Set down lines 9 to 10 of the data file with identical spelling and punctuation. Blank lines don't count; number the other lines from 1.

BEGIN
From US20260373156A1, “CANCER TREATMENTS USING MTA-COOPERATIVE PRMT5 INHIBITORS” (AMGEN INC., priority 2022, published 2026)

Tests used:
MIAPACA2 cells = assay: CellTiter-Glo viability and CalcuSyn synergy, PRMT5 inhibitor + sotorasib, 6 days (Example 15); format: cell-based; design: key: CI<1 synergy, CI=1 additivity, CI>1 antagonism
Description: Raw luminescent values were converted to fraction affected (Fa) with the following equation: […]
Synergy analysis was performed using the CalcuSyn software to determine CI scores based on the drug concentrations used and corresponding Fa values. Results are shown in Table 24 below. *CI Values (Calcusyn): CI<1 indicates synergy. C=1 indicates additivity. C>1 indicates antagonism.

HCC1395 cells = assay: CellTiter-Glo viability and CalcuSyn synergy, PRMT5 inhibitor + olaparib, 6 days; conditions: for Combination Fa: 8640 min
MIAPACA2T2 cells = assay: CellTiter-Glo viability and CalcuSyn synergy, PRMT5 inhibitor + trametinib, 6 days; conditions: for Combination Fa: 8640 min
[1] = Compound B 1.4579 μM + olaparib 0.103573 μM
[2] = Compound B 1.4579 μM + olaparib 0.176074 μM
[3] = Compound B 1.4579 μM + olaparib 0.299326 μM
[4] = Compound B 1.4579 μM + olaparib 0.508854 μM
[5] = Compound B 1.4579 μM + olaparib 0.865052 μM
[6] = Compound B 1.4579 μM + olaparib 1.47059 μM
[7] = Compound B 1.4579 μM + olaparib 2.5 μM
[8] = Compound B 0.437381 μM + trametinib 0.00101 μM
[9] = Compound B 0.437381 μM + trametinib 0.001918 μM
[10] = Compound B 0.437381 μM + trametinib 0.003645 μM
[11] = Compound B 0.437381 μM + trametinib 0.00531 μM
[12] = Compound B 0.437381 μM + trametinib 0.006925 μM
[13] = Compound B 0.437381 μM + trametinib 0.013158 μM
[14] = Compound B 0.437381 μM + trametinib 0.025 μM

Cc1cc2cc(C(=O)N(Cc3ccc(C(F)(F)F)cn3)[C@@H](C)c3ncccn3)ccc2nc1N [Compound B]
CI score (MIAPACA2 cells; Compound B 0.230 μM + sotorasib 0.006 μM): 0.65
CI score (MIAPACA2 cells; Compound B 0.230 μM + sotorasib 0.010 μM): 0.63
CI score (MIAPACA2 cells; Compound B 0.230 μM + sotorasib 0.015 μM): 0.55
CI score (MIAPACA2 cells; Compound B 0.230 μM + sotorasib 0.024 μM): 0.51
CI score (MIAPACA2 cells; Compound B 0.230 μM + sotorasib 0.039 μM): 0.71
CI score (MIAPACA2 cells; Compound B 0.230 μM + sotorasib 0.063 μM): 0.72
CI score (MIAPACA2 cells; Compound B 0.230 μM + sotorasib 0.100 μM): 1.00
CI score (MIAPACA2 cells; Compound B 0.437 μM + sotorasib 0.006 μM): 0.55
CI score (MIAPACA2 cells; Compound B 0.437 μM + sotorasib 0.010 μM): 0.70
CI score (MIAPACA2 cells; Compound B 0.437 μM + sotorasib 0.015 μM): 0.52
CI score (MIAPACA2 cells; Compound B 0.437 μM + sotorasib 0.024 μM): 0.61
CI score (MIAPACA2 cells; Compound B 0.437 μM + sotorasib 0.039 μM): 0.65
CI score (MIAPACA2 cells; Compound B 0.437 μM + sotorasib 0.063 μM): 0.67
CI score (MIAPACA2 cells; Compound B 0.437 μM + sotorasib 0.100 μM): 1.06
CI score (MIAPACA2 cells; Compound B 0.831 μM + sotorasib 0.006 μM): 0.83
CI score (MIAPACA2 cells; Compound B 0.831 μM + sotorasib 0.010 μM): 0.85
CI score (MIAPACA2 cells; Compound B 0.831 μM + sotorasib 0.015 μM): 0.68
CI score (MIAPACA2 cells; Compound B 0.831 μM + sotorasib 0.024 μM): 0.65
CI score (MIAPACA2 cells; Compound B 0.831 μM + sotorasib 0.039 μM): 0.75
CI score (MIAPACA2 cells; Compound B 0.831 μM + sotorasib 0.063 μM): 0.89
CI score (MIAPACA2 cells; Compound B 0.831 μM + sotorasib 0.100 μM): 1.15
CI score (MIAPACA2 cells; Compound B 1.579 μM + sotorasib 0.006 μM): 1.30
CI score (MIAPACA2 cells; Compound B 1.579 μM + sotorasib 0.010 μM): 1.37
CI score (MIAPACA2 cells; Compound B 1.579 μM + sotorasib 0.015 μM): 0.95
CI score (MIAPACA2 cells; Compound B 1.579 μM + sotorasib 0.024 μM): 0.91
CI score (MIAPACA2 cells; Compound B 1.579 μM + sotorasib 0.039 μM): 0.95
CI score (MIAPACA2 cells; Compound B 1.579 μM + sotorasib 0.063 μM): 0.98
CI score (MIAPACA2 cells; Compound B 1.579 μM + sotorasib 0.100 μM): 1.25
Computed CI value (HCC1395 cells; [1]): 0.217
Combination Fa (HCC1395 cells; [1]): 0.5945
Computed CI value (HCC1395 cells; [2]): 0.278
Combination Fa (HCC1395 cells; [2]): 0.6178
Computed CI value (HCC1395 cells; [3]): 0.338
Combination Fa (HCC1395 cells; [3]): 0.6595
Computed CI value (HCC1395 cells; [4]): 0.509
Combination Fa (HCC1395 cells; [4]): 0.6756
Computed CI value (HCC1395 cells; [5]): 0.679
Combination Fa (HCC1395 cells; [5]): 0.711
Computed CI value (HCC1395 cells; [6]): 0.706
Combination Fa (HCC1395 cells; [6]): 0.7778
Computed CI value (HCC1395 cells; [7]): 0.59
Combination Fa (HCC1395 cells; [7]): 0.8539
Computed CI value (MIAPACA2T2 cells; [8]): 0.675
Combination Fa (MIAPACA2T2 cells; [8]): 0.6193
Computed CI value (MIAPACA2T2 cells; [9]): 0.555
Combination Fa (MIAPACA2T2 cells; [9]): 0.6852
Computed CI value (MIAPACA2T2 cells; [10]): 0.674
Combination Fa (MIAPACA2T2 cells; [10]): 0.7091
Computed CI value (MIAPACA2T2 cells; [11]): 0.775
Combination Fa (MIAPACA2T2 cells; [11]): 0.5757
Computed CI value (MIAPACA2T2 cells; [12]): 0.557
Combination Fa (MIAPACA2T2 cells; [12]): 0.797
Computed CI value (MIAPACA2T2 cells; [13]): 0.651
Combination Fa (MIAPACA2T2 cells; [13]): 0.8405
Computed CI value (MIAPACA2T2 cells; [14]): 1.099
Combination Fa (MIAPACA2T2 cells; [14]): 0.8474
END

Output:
[2] = Compound B 1.4579 μM + olaparib 0.176074 μM
[3] = Compound B 1.4579 μM + olaparib 0.299326 μM